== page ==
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JUNEAU (AP) — Juneau-area residents will likely continue paying more than usual for electricity because of low water levels at an Alaska utility's hydroelectric facility.
Dry conditions in southeast Alaska over the last year have caused the Alaska Electric Light & Power to temporarily increase rates, the Juneau Empire reported Saturday.
The utility's main source of power is the Snettisham Hydroelectric Project.
The utility offsets power costs for customers by selling surplus energy to so-called interruptible customers — those with multiple heating systems. The utility can disconnect the interruptible customers when reservoir levels are low.
The utility has not been producing extra power to sell to interruptible customers, so average electricity customers are not getting credits. The utility in December announced a temporary rate increase of about $13.62 per month for average customers.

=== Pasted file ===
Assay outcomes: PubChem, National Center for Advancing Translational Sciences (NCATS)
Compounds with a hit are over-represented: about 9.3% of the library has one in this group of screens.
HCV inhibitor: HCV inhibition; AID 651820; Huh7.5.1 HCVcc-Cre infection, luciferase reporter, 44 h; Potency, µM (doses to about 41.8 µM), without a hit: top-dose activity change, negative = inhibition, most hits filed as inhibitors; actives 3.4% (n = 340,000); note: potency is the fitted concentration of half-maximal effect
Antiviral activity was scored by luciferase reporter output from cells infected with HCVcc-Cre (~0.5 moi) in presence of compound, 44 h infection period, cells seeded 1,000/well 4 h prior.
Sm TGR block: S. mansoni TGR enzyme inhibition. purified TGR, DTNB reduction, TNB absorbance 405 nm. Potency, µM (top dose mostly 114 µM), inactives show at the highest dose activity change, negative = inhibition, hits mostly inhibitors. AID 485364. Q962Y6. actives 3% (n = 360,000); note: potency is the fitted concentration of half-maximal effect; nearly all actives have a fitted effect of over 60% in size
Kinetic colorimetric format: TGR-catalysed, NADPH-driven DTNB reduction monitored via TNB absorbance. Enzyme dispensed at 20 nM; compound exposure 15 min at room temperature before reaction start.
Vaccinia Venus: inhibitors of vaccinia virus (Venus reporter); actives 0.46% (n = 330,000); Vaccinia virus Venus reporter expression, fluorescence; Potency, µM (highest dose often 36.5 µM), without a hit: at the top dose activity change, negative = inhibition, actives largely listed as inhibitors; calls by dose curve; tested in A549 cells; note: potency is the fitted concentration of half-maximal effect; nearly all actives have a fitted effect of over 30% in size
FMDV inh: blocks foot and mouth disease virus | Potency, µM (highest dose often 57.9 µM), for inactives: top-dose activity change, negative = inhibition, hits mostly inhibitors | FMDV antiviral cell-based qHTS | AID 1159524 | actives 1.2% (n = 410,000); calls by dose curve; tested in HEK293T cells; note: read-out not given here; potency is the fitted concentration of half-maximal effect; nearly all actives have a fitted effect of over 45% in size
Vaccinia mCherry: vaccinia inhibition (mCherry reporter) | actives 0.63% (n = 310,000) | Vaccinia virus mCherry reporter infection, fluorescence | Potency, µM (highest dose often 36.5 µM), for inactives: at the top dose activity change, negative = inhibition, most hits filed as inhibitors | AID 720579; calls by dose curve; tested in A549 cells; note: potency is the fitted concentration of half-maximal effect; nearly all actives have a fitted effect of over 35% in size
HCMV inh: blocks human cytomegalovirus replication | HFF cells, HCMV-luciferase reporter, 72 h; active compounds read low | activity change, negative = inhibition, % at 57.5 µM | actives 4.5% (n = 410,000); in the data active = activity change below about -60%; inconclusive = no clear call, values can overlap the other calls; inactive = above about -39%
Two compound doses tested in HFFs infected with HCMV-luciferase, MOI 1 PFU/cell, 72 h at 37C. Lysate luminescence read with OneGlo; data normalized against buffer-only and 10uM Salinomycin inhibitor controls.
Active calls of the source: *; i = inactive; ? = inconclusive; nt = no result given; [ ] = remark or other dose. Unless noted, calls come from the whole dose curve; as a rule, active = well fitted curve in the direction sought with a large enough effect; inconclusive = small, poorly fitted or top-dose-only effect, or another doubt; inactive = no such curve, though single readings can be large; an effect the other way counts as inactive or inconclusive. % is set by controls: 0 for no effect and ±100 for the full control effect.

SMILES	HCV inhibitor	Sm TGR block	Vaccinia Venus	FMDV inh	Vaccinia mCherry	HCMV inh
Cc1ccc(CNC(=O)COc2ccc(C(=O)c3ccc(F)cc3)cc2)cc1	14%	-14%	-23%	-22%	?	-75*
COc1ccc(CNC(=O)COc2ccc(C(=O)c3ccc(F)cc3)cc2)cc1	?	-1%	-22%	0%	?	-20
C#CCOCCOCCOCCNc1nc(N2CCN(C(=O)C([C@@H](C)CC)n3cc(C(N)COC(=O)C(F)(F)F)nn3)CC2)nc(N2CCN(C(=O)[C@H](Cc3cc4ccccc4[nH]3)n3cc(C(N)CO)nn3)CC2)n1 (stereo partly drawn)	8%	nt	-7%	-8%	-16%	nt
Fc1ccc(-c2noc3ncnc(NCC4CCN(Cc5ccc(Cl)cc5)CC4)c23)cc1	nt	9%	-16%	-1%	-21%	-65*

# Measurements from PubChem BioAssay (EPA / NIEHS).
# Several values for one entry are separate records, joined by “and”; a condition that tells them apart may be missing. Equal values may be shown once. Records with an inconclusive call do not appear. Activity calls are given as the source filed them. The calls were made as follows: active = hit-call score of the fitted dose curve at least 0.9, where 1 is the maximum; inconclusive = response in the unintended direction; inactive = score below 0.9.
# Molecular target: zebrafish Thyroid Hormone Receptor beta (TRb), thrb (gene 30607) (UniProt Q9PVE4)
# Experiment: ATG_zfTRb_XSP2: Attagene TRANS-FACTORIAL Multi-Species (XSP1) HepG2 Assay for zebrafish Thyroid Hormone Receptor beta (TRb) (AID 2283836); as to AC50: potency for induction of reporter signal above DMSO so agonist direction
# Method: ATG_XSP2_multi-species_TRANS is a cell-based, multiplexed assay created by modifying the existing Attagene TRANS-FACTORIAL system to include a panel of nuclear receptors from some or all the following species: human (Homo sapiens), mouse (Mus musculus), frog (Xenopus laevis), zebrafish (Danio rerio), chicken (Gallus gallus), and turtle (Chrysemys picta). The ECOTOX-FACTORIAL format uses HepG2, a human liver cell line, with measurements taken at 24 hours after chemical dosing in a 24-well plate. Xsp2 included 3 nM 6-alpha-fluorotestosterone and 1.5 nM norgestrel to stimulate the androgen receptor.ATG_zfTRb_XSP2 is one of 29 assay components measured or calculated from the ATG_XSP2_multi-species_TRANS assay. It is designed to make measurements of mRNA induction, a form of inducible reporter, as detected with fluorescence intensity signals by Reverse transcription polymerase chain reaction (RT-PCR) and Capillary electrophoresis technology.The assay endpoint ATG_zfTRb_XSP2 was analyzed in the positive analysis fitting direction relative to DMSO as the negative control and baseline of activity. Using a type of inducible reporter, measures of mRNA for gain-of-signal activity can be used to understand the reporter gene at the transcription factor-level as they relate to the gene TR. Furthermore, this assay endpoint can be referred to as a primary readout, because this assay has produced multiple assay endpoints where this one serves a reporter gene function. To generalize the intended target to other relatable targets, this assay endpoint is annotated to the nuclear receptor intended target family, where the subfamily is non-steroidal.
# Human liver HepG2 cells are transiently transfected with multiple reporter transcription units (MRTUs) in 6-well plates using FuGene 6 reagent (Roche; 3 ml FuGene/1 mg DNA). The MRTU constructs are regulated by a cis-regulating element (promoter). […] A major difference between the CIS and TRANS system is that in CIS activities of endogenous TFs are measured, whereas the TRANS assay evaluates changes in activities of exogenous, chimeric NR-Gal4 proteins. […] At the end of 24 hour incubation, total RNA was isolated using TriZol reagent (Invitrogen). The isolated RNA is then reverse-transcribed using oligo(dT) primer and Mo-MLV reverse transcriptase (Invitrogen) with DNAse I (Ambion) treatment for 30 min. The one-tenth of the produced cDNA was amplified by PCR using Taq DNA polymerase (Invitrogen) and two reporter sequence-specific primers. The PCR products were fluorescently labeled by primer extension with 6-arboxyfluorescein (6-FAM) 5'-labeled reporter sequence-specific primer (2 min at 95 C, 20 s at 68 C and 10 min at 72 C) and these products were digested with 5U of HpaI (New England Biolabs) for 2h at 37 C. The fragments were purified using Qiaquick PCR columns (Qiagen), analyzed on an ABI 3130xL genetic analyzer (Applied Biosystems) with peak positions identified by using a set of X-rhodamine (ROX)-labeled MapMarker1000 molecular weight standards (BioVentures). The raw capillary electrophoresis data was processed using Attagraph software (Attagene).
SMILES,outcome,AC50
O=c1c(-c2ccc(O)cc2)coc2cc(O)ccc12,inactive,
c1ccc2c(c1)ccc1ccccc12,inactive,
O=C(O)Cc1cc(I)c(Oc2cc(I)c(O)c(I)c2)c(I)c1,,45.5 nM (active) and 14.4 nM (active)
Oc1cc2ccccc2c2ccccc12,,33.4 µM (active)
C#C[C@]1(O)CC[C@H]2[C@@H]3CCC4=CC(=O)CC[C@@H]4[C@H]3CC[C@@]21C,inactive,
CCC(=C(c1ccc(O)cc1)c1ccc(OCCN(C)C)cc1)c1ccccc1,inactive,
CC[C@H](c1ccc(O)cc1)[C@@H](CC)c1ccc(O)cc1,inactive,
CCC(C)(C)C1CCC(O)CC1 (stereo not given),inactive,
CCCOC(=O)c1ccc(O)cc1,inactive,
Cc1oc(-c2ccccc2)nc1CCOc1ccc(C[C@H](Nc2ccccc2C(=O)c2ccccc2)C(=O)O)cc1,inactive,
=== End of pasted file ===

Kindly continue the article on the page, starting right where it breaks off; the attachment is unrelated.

Customers will likely continue paying little more on every bill even after the rate change known as a cost of power adjustment expires at the end of March, said Deb Driscoll, the utility's director of consumer affairs.
Snettisham has received about 79 inches (2 meters) of rainfall from October through February, instead of the typical 90 inches (2.3 meters), according to the utility. From October 2017 to October 2018, Snettisham received about 136 inches (3.5 meters) of rainfall. It usually gets about 172 inches (4.4 meters) of rainfall during this period.
"The system is designed so that in years with normal precipitation our interruptible customers share the cost of our system with our firm customers, reducing the cost burden to firm customers," said Brandon Cullum, the utility's chief financial officer. "In times with extended periods of below average precipitation — like the one we are in now — our system is dedicated to our firm customers."